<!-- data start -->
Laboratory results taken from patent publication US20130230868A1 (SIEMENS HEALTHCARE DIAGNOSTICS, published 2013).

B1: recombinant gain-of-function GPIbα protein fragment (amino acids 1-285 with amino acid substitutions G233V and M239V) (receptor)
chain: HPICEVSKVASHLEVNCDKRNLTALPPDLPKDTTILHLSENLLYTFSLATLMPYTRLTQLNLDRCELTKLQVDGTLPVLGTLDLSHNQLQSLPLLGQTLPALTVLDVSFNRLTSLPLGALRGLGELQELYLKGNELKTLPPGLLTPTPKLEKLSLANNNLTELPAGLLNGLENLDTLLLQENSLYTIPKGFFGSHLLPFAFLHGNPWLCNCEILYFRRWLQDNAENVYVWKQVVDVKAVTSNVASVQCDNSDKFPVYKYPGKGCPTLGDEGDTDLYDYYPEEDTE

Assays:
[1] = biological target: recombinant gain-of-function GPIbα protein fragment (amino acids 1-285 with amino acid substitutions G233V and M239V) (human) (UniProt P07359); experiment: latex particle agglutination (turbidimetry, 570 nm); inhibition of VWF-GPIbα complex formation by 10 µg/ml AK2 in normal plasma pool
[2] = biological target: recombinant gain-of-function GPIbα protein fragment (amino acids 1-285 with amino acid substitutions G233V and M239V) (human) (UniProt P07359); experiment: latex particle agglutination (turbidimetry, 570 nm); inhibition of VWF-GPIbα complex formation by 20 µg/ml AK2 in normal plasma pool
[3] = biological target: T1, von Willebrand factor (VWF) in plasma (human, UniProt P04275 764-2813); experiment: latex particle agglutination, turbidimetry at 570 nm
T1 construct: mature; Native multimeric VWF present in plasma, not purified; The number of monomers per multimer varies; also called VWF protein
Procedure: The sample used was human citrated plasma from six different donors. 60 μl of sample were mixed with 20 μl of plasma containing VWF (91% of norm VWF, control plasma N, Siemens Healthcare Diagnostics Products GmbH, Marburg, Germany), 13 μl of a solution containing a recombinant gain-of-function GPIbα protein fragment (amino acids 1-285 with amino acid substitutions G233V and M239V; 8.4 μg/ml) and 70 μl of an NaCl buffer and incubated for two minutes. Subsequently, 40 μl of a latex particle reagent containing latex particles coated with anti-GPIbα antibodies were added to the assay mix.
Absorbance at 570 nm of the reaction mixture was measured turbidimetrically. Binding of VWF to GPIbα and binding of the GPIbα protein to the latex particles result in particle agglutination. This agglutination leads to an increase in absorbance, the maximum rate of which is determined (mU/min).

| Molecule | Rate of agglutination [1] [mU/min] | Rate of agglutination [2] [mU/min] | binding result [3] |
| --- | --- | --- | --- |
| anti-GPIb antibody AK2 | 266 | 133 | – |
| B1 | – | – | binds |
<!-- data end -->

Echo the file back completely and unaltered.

Laboratory results taken from patent publication US20130230868A1 (SIEMENS HEALTHCARE DIAGNOSTICS, published 2013).

B1: recombinant gain-of-function GPIbα protein fragment (amino acids 1-285 with amino acid substitutions G233V and M239V) (receptor)
chain: HPICEVSKVASHLEVNCDKRNLTALPPDLPKDTTILHLSENLLYTFSLATLMPYTRLTQLNLDRCELTKLQVDGTLPVLGTLDLSHNQLQSLPLLGQTLPALTVLDVSFNRLTSLPLGALRGLGELQELYLKGNELKTLPPGLLTPTPKLEKLSLANNNLTELPAGLLNGLENLDTLLLQENSLYTIPKGFFGSHLLPFAFLHGNPWLCNCEILYFRRWLQDNAENVYVWKQVVDVKAVTSNVASVQCDNSDKFPVYKYPGKGCPTLGDEGDTDLYDYYPEEDTE

Assays:
[1] = biological target: recombinant gain-of-function GPIbα protein fragment (amino acids 1-285 with amino acid substitutions G233V and M239V) (human) (UniProt P07359); experiment: latex particle agglutination (turbidimetry, 570 nm); inhibition of VWF-GPIbα complex formation by 10 µg/ml AK2 in normal plasma pool
[2] = biological target: recombinant gain-of-function GPIbα protein fragment (amino acids 1-285 with amino acid substitutions G233V and M239V) (human) (UniProt P07359); experiment: latex particle agglutination (turbidimetry, 570 nm); inhibition of VWF-GPIbα complex formation by 20 µg/ml AK2 in normal plasma pool
[3] = biological target: T1, von Willebrand factor (VWF) in plasma (human, UniProt P04275 764-2813); experiment: latex particle agglutination, turbidimetry at 570 nm
T1 construct: mature; Native multimeric VWF present in plasma, not purified; The number of monomers per multimer varies; also called VWF protein
Procedure: The sample used was human citrated plasma from six different donors. 60 μl of sample were mixed with 20 μl of plasma containing VWF (91% of norm VWF, control plasma N, Siemens Healthcare Diagnostics Products GmbH, Marburg, Germany), 13 μl of a solution containing a recombinant gain-of-function GPIbα protein fragment (amino acids 1-285 with amino acid substitutions G233V and M239V; 8.4 μg/ml) and 70 μl of an NaCl buffer and incubated for two minutes. Subsequently, 40 μl of a latex particle reagent containing latex particles coated with anti-GPIbα antibodies were added to the assay mix.
Absorbance at 570 nm of the reaction mixture was measured turbidimetrically. Binding of VWF to GPIbα and binding of the GPIbα protein to the latex particles result in particle agglutination. This agglutination leads to an increase in absorbance, the maximum rate of which is determined (mU/min).

| Molecule | Rate of agglutination [1] [mU/min] | Rate of agglutination [2] [mU/min] | binding result [3] |
| --- | --- | --- | --- |
| anti-GPIb antibody AK2 | 266 | 133 | – |
| B1 | – | – | binds |